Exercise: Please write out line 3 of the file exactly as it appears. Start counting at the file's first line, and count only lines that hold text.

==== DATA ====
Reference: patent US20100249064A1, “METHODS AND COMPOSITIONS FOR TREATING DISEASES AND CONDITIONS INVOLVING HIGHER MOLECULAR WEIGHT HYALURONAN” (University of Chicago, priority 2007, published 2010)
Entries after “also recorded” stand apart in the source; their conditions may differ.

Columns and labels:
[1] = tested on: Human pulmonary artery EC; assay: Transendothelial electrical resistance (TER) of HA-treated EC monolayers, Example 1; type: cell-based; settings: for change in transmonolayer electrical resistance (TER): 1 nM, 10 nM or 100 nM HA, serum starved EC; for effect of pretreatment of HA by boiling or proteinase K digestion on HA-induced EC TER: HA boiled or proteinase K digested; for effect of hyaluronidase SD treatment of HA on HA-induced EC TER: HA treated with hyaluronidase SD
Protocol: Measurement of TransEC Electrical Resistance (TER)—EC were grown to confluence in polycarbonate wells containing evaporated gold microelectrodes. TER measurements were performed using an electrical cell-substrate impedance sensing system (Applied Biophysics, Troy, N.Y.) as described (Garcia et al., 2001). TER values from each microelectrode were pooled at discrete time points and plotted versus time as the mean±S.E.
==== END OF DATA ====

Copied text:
Columns and labels: